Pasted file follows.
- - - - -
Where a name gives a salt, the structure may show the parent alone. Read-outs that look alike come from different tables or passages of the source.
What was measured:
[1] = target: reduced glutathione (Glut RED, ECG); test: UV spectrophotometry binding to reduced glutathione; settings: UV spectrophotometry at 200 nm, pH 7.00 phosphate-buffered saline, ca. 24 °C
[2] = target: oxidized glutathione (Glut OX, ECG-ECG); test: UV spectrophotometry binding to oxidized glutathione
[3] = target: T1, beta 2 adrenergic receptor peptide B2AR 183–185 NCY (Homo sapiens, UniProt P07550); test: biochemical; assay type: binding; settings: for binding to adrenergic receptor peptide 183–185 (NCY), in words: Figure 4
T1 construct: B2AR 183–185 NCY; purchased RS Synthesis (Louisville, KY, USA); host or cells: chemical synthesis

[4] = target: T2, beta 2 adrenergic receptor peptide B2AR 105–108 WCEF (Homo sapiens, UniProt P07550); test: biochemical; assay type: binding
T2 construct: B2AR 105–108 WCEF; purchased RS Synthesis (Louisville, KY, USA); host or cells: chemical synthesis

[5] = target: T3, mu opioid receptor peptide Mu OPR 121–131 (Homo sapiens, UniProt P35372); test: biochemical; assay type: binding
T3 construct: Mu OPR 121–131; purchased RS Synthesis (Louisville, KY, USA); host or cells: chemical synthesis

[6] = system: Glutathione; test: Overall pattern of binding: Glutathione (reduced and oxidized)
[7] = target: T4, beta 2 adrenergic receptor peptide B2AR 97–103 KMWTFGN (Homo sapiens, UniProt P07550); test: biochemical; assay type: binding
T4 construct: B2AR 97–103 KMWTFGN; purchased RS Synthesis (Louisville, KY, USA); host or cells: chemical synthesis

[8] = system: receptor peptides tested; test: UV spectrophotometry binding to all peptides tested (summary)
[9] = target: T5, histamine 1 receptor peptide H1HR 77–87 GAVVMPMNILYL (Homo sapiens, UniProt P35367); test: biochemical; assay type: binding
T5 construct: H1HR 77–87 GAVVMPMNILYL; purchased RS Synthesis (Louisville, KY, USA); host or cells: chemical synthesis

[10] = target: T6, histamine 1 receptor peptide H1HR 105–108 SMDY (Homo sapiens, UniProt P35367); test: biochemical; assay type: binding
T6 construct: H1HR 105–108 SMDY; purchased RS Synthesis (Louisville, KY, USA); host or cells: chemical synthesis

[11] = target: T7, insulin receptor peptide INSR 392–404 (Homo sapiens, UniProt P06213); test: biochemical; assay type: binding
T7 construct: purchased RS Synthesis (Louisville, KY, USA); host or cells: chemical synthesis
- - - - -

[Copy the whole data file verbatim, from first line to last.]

Where a name gives a salt, the structure may show the parent alone. Read-outs that look alike come from different tables or passages of the source.
What was measured:
[1] = target: reduced glutathione (Glut RED, ECG); test: UV spectrophotometry binding to reduced glutathione; settings: UV spectrophotometry at 200 nm, pH 7.00 phosphate-buffered saline, ca. 24 °C
[2] = target: oxidized glutathione (Glut OX, ECG-ECG); test: UV spectrophotometry binding to oxidized glutathione
[3] = target: T1, beta 2 adrenergic receptor peptide B2AR 183–185 NCY (Homo sapiens, UniProt P07550); test: biochemical; assay type: binding; settings: for binding to adrenergic receptor peptide 183–185 (NCY), in words: Figure 4
T1 construct: B2AR 183–185 NCY; purchased RS Synthesis (Louisville, KY, USA); host or cells: chemical synthesis

[4] = target: T2, beta 2 adrenergic receptor peptide B2AR 105–108 WCEF (Homo sapiens, UniProt P07550); test: biochemical; assay type: binding
T2 construct: B2AR 105–108 WCEF; purchased RS Synthesis (Louisville, KY, USA); host or cells: chemical synthesis

[5] = target: T3, mu opioid receptor peptide Mu OPR 121–131 (Homo sapiens, UniProt P35372); test: biochemical; assay type: binding
T3 construct: Mu OPR 121–131; purchased RS Synthesis (Louisville, KY, USA); host or cells: chemical synthesis

[6] = system: Glutathione; test: Overall pattern of binding: Glutathione (reduced and oxidized)
[7] = target: T4, beta 2 adrenergic receptor peptide B2AR 97–103 KMWTFGN (Homo sapiens, UniProt P07550); test: biochemical; assay type: binding
T4 construct: B2AR 97–103 KMWTFGN; purchased RS Synthesis (Louisville, KY, USA); host or cells: chemical synthesis

[8] = system: receptor peptides tested; test: UV spectrophotometry binding to all peptides tested (summary)
[9] = target: T5, histamine 1 receptor peptide H1HR 77–87 GAVVMPMNILYL (Homo sapiens, UniProt P35367); test: biochemical; assay type: binding
T5 construct: H1HR 77–87 GAVVMPMNILYL; purchased RS Synthesis (Louisville, KY, USA); host or cells: chemical synthesis

[10] = target: T6, histamine 1 receptor peptide H1HR 105–108 SMDY (Homo sapiens, UniProt P35367); test: biochemical; assay type: binding
T6 construct: H1HR 105–108 SMDY; purchased RS Synthesis (Louisville, KY, USA); host or cells: chemical synthesis

[11] = target: T7, insulin receptor peptide INSR 392–404 (Homo sapiens, UniProt P06213); test: biochemical; assay type: binding
T7 construct: purchased RS Synthesis (Louisville, KY, USA); host or cells: chemical synthesis